Emerging-Market Bloodshed: Things Getting Worse at Slower Rate

emerging market bloodshed things getting worse at slower rate
Emerging-Market Bloodshed: Things Getting Worse at Slower Rate

Emerging Markets’ Ongoing Rout

Investors are facing a world of fear when it comes to emerging markets.

Investors fear that Turkey’s central bank may not do enough at its policy meeting next week to shore up the weakening lira. Argentina’s economic outlook has deteriorated even as its officials negotiate with the IMF for accelerated aid. Meanwhile, the Turkish lira and the Argentinian peso continue sliding deeper.

The best that can be said about the Turkish and Argentine positions is that things are getting worse but at a slower rate.

Of course, an orderly decline is better than disorderly decline but nevertheless, it is a pretty weak signal of market confidence in the myriad policy proposals that have come out of the respective governments.

I don’t think it’s an overstatement to say that emerging markets are increasingly at contagion risks among themselves that originated in Turkey and to a somewhat lesser extend in Argentina.

For now, the rout in the emerging markets remains contained to the emerging markets where things are on their way of getting worse before they get better.

There are no signs of any contagion into the developed markets, which doesn’t mean that couldn’t happen.

Never forget, if confidence fades, everything fades away with it.

Of course, all that can change and there is always a speculative element hidden somewhere under the surface, but there is practically no sign of change at the moment.

Morgan Stanley in London writes in a note to investors:

  • Morgan Stanley stays short on the currencies of Brazil, Mexico, South Africa, Russia, Indonesia, India and Philippines against the dollar, euro and yen.
  • September is unlikely to provide much relief to emerging markets.
  • Trade tensions may remain a theme and worries about Brazil’s election campaign will probably intensify.
  • Investors may also focus on the outflows of so-called real money, sanctions on Russia and South African land reform over coming months.

To me, emerging markets (EM), which includes EM-currencies, EM-bonds even when issued in U.S. dollars and EM-equities remain for the time being a no-go zone.

To me it has to get a lot worse before it gets better. When you get full contagion, everything gets thrown out, and we’re not there yet.

Finally, and in part, besides all that, it’s a fact that the markets have underpriced expectations for the Fed, and with President Trump waging trade wars on multiple fronts, the tariffs will end up hurting emerging markets more than they will hurt the U.S.

No, that’s not a pretty picture.

U.S. Trade Balance

The U.S. trade deficit increased to a five-month high in July as exports of soybeans and civilian aircraft declined and imports hit a record high, suggesting that trade could be a drag on economic growth in the third quarter, Reuters reported.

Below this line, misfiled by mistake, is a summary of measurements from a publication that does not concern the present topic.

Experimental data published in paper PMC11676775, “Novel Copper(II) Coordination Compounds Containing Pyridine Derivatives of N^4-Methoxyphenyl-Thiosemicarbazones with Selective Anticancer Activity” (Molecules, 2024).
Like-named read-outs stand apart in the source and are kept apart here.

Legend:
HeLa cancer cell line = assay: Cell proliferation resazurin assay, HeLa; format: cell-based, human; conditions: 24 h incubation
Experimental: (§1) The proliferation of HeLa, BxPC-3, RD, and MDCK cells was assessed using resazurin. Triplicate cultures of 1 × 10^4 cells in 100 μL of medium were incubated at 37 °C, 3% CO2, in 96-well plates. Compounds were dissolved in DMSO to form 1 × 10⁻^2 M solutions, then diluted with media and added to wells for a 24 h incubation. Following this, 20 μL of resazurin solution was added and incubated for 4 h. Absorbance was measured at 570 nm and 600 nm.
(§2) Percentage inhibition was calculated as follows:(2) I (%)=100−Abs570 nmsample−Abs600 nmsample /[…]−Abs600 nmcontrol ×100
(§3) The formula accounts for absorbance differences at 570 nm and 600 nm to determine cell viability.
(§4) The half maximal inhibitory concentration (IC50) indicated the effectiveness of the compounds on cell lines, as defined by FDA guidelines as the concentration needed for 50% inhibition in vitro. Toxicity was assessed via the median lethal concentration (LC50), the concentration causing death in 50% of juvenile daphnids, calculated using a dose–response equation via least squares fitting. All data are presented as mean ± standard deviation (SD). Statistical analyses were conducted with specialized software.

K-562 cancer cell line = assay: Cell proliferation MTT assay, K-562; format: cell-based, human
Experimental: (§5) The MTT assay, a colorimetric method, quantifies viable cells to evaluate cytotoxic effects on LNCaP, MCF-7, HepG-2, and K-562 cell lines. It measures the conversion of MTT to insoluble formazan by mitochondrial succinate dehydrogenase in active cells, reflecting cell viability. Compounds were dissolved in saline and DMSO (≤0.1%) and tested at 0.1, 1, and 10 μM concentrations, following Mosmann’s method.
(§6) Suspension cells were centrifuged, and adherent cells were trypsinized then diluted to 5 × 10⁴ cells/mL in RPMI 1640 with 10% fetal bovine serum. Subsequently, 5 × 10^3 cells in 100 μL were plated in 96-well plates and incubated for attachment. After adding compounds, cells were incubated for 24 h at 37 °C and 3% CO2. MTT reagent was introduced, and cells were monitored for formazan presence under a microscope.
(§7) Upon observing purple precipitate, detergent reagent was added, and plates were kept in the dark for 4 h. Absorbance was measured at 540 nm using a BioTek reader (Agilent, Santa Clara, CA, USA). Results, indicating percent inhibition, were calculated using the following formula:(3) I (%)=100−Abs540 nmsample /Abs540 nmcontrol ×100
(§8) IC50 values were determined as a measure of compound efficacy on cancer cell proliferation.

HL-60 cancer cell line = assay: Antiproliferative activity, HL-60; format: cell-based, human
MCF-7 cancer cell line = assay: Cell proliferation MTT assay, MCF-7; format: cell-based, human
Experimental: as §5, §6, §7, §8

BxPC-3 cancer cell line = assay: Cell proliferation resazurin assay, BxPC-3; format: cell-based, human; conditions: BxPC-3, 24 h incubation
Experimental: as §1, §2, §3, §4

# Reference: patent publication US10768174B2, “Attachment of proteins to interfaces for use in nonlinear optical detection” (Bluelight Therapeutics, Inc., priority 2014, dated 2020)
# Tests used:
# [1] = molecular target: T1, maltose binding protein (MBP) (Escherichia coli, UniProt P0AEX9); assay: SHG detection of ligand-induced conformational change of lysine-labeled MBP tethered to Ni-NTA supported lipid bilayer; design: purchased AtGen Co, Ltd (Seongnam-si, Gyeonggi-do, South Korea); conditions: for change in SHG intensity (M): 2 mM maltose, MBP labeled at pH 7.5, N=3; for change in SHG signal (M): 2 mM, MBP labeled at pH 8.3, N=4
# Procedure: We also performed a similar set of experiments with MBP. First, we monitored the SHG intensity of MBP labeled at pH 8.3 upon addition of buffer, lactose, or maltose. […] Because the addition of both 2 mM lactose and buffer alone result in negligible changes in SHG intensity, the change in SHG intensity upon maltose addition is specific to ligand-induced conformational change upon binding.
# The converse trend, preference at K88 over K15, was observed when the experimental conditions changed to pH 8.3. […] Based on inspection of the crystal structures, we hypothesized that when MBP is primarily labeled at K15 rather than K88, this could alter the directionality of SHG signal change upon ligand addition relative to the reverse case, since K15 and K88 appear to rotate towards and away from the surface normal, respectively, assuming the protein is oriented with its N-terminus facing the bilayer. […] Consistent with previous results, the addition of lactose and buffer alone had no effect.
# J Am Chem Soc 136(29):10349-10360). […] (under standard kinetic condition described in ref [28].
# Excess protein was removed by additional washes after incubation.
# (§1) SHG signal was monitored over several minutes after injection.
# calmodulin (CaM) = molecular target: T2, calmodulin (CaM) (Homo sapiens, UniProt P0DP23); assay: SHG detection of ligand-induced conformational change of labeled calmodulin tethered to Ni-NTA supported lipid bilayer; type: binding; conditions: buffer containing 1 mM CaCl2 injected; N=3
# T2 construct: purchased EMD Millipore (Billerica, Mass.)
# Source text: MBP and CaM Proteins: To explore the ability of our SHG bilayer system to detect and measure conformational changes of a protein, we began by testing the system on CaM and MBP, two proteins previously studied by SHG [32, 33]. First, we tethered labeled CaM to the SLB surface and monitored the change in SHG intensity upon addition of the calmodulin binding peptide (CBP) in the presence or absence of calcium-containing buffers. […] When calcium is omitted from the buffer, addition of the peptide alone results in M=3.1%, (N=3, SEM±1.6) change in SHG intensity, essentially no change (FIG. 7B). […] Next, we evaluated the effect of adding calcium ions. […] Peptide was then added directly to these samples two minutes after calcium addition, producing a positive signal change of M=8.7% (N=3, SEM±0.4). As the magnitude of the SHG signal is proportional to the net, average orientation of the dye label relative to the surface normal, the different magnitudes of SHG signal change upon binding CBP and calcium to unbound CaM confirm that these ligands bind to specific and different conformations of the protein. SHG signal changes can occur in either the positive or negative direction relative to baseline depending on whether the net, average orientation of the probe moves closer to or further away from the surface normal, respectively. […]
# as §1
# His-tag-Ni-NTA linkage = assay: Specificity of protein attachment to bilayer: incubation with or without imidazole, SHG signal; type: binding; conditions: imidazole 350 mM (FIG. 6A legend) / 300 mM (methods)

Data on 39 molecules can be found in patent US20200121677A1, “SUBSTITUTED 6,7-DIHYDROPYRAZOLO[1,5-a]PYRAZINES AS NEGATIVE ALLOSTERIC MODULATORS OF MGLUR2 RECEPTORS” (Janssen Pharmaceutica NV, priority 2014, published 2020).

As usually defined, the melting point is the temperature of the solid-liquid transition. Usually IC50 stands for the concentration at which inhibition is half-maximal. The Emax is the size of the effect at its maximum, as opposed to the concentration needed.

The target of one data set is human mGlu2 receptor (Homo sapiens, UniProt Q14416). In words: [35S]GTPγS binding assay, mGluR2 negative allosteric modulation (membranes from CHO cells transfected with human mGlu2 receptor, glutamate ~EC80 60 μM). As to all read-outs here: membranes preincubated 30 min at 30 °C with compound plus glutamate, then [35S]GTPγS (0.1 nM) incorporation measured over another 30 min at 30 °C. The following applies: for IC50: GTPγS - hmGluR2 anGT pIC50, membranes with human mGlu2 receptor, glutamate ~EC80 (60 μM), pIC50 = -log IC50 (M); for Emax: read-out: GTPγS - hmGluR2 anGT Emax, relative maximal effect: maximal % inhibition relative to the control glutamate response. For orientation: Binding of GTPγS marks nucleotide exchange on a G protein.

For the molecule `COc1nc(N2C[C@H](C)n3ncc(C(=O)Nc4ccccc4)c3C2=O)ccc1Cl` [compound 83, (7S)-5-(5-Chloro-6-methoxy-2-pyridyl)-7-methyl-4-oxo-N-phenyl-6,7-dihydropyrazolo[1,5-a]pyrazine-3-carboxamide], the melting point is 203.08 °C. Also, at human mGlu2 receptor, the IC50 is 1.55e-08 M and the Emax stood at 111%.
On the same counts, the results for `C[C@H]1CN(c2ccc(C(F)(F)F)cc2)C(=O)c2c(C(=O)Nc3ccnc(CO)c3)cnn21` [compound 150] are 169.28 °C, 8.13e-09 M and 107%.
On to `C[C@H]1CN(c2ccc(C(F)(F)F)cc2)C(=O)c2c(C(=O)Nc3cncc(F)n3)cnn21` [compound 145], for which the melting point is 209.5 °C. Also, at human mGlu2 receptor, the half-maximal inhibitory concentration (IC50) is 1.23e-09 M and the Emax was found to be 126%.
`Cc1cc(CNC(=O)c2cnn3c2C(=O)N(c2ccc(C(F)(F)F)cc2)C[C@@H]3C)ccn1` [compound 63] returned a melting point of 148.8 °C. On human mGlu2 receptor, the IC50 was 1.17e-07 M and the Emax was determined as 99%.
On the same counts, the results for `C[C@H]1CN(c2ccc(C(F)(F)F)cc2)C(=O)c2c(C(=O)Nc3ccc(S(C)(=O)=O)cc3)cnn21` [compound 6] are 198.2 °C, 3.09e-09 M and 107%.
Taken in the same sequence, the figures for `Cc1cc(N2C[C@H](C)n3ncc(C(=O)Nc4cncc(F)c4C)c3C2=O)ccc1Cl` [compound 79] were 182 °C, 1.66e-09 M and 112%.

The Commerce Department said on Wednesday the trade gap jumped 9.5 percent to $50.1 billion, widening for a second straight month. Data for June was revised to show the trade deficit rising to $45.7 billion, instead of the previously reported $46.3 billion.

Tariff effects are still hard to isolate in the data but the consensus for July’s international trade balance is a sharp widening in the deficit.

July’s forecast is based on advance data for goods which showed a very sharp drop in exports together with a rise in imports; the outcome in July will mark a key early entry in third-quarter GDP.

President Trump’s policies seem to have been designed to widen the U.S. trade deficit this year. A series of sizable tax cuts to higher income people who tend to spend more on imports has resulted in the continued purchase of more imports.

This is not perhaps a terribly surprising outcome. Of course, the attempts to stop Americans buying the things they want to buy with tariffs or consumer tax increases might limit the trade deficit in time, although there is limited evidence of that happening to date.

Eurozone Final Composite PMI for August

From the Euro area we had the release of the final data of the IHS Markit Eurozone Composite PMI, which includes Eurozone services that indicates output growth remained broadly steady in August, but expectations weaken. Noteworthy is the fact that business expectations about activity levels in the year ahead dropped to the lowest for almost two years amid growing concerns about the impact of trade wars and heightened political uncertainty while growth also looks worryingly unbalanced.

Fed Speak Today

Today we’ll have St. Louis Fed President James Bullard who isn’t currently a voting member of the interest-rate setting Federal Open Market Committee, will make comments today.

Speaking on Fox news yesterday, he called for his colleagues to hold off on raising rates again but appeared to acknowledge that a move higher this month is pretty much a done deal.

Etienne “Hans” Parisis is a bank economist who has advised investors on financial markets and international investments.

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